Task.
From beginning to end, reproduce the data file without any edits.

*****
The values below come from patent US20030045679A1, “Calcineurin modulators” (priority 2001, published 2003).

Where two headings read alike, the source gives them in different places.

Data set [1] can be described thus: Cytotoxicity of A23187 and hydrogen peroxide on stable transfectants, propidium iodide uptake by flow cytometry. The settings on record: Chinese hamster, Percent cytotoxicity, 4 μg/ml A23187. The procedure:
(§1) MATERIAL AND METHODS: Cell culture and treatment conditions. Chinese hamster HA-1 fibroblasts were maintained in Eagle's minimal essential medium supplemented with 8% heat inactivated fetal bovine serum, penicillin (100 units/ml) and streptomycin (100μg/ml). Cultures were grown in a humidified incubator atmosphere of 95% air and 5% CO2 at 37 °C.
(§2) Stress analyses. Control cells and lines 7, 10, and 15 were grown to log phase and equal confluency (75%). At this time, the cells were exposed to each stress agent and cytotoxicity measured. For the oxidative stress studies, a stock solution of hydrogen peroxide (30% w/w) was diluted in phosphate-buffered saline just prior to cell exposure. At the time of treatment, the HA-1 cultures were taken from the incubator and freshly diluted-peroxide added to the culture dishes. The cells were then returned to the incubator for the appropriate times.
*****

The values below come from patent US20030045679A1, “Calcineurin modulators” (priority 2001, published 2003).

Where two headings read alike, the source gives them in different places.

Data set [1] can be described thus: Cytotoxicity of A23187 and hydrogen peroxide on stable transfectants, propidium iodide uptake by flow cytometry. The settings on record: Chinese hamster, Percent cytotoxicity, 4 μg/ml A23187. The procedure:
(§1) MATERIAL AND METHODS: Cell culture and treatment conditions. Chinese hamster HA-1 fibroblasts were maintained in Eagle's minimal essential medium supplemented with 8% heat inactivated fetal bovine serum, penicillin (100 units/ml) and streptomycin (100μg/ml). Cultures were grown in a humidified incubator atmosphere of 95% air and 5% CO2 at 37 °C.
(§2) Stress analyses. Control cells and lines 7, 10, and 15 were grown to log phase and equal confluency (75%). At this time, the cells were exposed to each stress agent and cytotoxicity measured. For the oxidative stress studies, a stock solution of hydrogen peroxide (30% w/w) was diluted in phosphate-buffered saline just prior to cell exposure. At the time of treatment, the HA-1 cultures were taken from the incubator and freshly diluted-peroxide added to the culture dishes. The cells were then returned to the incubator for the appropriate times.